– Should we question the wisdom of preserving access to the technological cultural legacy that has led to the crisis?
– Is there a new responsibility to document, as a mode of bearing witness, the historical event of society’s confrontation with the systemic threat of climate change, peak oil, and other environmental problems?
– Given the ideological foundations of libraries and archives in Enlightenment thought, and given that Enlightenment civilization may be leading to its own environmental endpoint, are these ideological foundations called into question? And with what consequences?

Planning committee:
Casey E. Davis Kaufman, WGBH, ProjectARCC
Madeleine Charney, UMass Amherst Libraries, ALA SustainRT
Rory Litwin, Litwin Books, LLC

January 27, 2017

Call for Essays: We Can Do I.T. : Women in Library Information Technology

Call for Essays

Working Title: We Can Do I.T. : Women in Library Information Technology
Editors: Jenny Brandon, Sharon Ladenson, Kelly Sattler
Submission Deadline: March 27, 2017 (extended)
Publisher: Library Juice Press

Description of book:
What roles are women playing in information technology (I.T.) in libraries? What are rewards that women experience, as well as challenges they face in library I.T.? What are future visions for women in library I.T.?

This edited collection will provide a voice for people to share insights into the culture, challenges, and rewards of being a woman working in library I.T. We are soliciting personal narratives from anyone who works in a library about what it is like to be a woman, or working with women, in library I.T. We also seek essays on visions for the future of women within library I.T. and how such visions could be achieved. This collection should be useful not only for those pursuing a career in library I.T., but also for library managers seeking to facilitate a more inclusive environment for the future. Through publishing a collection of personal narratives, we also seek to bring experiences of women in library I.T. from the margins to the center.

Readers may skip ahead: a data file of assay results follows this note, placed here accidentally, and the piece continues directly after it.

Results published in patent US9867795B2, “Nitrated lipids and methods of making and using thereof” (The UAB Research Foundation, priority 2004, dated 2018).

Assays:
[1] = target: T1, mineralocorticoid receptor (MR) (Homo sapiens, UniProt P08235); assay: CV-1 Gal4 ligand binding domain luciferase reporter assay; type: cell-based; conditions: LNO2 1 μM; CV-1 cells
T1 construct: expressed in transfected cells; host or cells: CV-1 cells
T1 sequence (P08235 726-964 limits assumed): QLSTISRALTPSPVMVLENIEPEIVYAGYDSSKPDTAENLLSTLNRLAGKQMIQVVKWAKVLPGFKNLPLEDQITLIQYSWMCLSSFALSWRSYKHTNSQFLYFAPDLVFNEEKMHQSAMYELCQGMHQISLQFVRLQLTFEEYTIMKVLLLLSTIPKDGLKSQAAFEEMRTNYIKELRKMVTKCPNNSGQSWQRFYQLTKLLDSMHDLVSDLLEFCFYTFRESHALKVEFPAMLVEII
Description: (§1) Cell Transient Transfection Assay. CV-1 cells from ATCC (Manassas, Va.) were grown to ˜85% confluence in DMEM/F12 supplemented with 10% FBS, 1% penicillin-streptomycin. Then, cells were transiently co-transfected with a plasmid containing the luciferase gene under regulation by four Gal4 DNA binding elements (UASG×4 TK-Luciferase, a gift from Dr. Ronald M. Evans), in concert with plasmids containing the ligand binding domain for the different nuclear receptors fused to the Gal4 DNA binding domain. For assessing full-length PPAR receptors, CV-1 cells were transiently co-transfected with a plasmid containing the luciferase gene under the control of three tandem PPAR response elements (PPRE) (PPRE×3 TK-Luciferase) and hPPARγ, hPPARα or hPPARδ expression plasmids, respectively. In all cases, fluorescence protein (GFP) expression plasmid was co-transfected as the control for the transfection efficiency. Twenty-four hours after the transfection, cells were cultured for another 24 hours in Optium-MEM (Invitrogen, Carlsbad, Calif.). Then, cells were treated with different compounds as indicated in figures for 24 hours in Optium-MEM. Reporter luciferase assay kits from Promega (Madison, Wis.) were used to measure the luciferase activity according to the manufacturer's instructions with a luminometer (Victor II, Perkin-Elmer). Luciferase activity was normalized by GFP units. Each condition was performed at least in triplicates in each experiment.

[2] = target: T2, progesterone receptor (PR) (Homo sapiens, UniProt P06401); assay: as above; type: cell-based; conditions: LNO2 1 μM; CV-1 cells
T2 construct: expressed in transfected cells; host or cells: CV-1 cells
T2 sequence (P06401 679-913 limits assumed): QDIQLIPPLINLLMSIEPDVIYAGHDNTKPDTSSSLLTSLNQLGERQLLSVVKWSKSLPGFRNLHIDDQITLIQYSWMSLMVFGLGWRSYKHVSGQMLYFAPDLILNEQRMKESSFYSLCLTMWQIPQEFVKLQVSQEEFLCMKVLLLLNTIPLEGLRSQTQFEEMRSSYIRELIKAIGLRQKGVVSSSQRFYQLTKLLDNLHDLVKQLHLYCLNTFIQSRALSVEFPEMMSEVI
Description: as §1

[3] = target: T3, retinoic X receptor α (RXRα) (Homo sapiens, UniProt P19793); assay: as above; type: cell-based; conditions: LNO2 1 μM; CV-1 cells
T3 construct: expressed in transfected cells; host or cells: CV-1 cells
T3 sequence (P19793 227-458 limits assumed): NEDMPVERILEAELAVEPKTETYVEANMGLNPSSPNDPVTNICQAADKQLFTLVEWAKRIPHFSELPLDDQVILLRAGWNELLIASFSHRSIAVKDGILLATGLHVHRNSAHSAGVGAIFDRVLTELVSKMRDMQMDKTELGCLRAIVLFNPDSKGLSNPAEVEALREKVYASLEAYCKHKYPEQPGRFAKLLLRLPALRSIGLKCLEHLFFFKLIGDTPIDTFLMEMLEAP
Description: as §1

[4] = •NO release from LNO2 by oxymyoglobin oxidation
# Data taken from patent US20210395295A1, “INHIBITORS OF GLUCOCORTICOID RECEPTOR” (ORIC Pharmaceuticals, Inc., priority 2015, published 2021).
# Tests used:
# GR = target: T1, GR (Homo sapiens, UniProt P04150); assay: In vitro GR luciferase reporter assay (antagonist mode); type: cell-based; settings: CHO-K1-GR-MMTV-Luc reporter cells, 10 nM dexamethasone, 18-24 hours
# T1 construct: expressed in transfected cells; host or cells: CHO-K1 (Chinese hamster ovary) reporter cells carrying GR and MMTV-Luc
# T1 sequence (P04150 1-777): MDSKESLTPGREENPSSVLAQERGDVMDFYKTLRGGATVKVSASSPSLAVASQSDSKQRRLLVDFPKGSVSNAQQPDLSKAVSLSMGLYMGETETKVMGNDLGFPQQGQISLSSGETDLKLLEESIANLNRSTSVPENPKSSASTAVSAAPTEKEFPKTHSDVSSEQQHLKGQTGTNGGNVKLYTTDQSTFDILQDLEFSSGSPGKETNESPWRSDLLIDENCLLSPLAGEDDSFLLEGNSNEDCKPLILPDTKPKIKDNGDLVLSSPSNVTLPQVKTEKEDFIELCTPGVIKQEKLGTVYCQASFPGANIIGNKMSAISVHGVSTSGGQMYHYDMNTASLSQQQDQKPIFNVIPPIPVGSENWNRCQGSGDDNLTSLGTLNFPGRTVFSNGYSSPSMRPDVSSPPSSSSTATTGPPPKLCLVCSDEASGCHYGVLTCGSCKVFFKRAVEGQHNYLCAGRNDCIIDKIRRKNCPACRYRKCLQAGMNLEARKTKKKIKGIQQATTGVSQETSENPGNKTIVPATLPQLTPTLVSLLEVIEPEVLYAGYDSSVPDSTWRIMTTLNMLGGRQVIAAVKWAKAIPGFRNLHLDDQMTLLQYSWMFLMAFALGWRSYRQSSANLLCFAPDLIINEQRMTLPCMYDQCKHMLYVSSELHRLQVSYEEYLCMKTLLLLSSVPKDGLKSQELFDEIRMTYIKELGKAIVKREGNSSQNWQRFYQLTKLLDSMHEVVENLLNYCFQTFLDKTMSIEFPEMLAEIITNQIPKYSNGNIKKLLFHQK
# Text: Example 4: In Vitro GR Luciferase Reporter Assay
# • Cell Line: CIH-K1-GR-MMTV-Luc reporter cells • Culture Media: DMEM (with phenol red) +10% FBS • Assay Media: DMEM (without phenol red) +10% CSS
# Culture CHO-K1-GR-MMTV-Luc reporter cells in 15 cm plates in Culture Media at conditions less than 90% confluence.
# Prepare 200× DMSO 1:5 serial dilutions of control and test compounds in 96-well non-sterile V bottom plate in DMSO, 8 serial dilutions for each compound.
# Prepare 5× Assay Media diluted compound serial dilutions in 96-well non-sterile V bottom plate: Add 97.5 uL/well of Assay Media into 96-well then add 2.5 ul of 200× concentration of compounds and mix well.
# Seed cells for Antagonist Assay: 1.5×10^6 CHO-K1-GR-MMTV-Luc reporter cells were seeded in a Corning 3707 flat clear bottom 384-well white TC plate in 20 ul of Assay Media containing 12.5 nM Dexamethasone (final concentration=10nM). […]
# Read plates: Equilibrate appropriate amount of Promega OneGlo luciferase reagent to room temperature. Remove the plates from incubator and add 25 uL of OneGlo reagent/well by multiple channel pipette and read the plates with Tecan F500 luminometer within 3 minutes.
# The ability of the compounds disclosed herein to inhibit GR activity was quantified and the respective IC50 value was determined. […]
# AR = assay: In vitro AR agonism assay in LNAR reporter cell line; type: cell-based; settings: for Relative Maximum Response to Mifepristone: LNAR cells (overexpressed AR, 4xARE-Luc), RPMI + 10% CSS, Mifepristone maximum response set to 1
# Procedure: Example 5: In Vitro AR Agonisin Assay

For the purposes of this collection, we consider library I.T. to include responsibilities in computer networks, hardware, and software support; computer programming (e.g. coding in python, php, java…); web development (e.g. admins, coders, front/back end developers,…); and/or the management of such areas.

Possible topics include but are not limited to the following:
– How you started in library I.T.
– Stories related to being a woman in library I.T.
– Experiences of acceptance or resistance within the library I.T. community
– Tips and advice for other women seeking a career in library I.T.
– Changes in your career path because of entering library I.T.
– Changes you’d like to see happen within the library I.T. culture
– Advice for library management on how to improve library I.T. culture
– A vision for the future about/for women in library I.T.

Timeline:
Submission deadline: March 13, 2017
Notification/Feedback regarding submission: May 12, 2017
Editing and revision: June – July 2017
Final manuscript due to publisher: September 2017

Submissions:
This volume will contain commentary, stories, and essays (from 140 characters to 1,500 words).
If your submission is tentatively accepted, we may request modifications.
Material cannot be previously published.
To submit your essay, please fill out this Google form: https://goo.gl/forms/6oE82aFe7atFlP6j1
For questions, email womenlibit@googlegroups.com

About the Editors: